A guide to the best food in Aberdeenshire

An Aberdeenshire Menu

Looking for a taste of Aberdeenshire? This round-up introduces you to what’s grown, reared, made and landed in the region

Fruit & Veg

At various times of year, Aberdeenshire-grown vegetables, herbs and leaves can be found at most of the farm shops in the region listed from p.30 onwards. A number of organic farms, including Bridgefoot, J&M Fraser near Stonehaven, Glenview by Turriff , Lembas and Vital Veg (vitalveg.co.uk), offer box delivery schemes. Others offering veg-box deliveries are Fernieflatt Farm by Kineff and The Farm Garden at Dinnet. Many other farms and small market gardens supply local shops, and in season it’s worth looking out too for simple road-end stalls selling produce such as potatoes, asparagus and berries.

A number of the farms mentioned above grow berries, currants, plums, pears and apples. Castleton is well-known for its soft fruit, as are Cairntradlin Fruit in Kinellar, Croft Organics in Inverurie and Strawberry Grange in Peterculter. Barra Berries, based near Oldmeldrum, and Fetternear Fruit on the other side of Inverurie, supply strawberries and raspberries, while Berry Scrumptious freeze-dries their fruit grown at Rosehearty for inclusion in their range of chocolate and sweet treats.

Local fruit and vegetables are also well utilised in jams, chutneys and preserves made across the region by the likes of Letty’s Preserves , Kincardine Kitchen) and the widely admired Huntly Herbs (huntlyherbs.co.uk). Farm shops and markets occasionally sell local honey – Anderson’s, based in Turriff, is the most prominent.

Other crops with a profile on the local food scene are oil seed rape, turned into oils and dressings by Ola Oils and Mackintosh of Glendaveny near Peterhead , and oats, from which Tilquhillie Fine Foods make various products including muesli, biscuits and other items for coeliacs, while the Oatmeal of Alford, using their traditional mill at Montgarrie, produce different grades of oatmeal, rolled oats and muesli.

Beef, lamb, game and other meat

Aberdeen Angus beef is synonymous with the region, and locally reared meat of that breed and others is widely stocked by butchers, at farm shops, by online retailers and served in local restaurants. Farms including The Store, Cairnton, Craigenkerrie, McGregor Farm Deli, Bogton and Wynford are reliable sources – the latter two are organic certified. Wark Farm from near Alford is a regular at farmers’ markets with their organic traditional livestock breeds, Bogside by Banff specialise in Highland cattle, Castlehill Farm from Methlick also rear rare breeds including Belted Galloways and Soay sheep, while Caledonian Bison are relative newcomers. Finzean Estate Farm Shop sells beef, wild venison, game and rabbit from the estate; Mortlach Game are another farmers’ market regular. For bacon and other pork products Ingrams Homecure from Ellon is a well-known local name, and while plenty of chickens are reared in Aberdeenshire the majority are destined for supermarket shelves; Kirkford Chickens from Premnay, Insch sell slow-grown free range chickens at Huntly Farmers’ Market.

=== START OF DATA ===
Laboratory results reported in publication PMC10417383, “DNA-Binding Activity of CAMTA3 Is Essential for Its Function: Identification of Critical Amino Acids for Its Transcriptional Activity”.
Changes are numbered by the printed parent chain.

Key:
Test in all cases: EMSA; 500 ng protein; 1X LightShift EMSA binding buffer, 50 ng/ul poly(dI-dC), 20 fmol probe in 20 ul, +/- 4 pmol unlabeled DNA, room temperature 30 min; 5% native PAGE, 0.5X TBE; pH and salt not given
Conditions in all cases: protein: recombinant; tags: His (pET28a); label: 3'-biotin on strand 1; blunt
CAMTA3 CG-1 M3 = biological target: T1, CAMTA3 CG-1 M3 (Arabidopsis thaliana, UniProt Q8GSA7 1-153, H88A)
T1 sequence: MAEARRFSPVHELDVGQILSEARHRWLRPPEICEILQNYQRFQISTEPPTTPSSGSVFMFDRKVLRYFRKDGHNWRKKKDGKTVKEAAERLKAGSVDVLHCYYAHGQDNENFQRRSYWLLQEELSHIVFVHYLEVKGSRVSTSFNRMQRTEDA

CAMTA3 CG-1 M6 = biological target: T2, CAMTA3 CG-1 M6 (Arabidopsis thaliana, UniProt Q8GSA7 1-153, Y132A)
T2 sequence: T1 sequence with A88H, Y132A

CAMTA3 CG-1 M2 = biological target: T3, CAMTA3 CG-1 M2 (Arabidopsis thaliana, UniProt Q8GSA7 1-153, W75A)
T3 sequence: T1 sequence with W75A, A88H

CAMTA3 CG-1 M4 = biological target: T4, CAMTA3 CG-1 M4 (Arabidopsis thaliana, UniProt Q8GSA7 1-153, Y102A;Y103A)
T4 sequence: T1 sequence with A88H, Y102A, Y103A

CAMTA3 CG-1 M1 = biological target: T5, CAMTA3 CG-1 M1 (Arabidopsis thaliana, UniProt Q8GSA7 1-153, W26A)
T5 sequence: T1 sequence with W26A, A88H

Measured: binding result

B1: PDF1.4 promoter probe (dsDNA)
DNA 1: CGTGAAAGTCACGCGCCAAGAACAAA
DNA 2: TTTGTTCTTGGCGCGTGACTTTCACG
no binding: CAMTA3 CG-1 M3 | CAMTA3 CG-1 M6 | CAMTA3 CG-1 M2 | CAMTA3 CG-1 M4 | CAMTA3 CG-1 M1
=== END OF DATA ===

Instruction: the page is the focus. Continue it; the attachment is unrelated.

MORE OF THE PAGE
Vast quantities of the fish landed in Aberdeenshire is either shipped directly to all parts of the UK and Europe, or processed locally before heading elsewhere, but there are a few fishmongers and other seafood specialists in the region where you can pick up locally landed catch. Fish vans are still a feature in many towns and villages -- ask locally for information on these, while most local farmers’ markets have a seafood stall -- those by Granite City Fish are particularly impressive. Local smokehouses include Gourmet’s Choice from Portsoy; Ugie Salmon from Peterhead; and the more recently established The Smokehouse at Methlick.

Bread, cakes and chocolate

Aberdeenshire has an array of prominent bakers and, in particular, biscuit makers. Dean’s of Huntly are best known for shortbread, but also make oatcakes and other biscuits; Duncans of Deeside and the Kindness Bakery have similar specialities and are prominent in local stores. Artisan bread makers are few and far between, but Loaf Face from Collieston and Crannach, with its brick-kiln ovens and coffee shop at Cambus O’May near Ballater, are worth tracking down. Handmade chocolates are the speciality of innovative Cocoa Ooze from Peterculter, Ellon’s Chocolat Passions and The Little House of Chocolate at Insch , with Sarah’s Heavenly Fudge from Huntly and Rosehearty’s Berry Scrumptious offering alternative sweet treats made in the area.


The two principal Aberdeenshire cheesemakers are Cambus O’May, based near Ballater, and Devenick Dairy. Local ice-cream comes from Mackie’s, Rizza’s and Portsoy Ice Cream , while Mitchells are a prominent local dairy supplying milk, cream and ice-cream.

Whisky, beer and other drinks

The whisky distilleries of the area can be divided into those on the fringes of Speyside: Glendronach and Ardmore near Huntly along with Glenglassaugh and Macduff on the Moray Coast; while three more exist in relative isolation, with Glen Garioch by Oldmeldrum, Royal Lochnagar on Deeside and Fettercairn in the Grampian foothills. A whisky liqueur, The Cock o’the North, a mixture including malt whisky and blaeberries, has its home in Aboyne.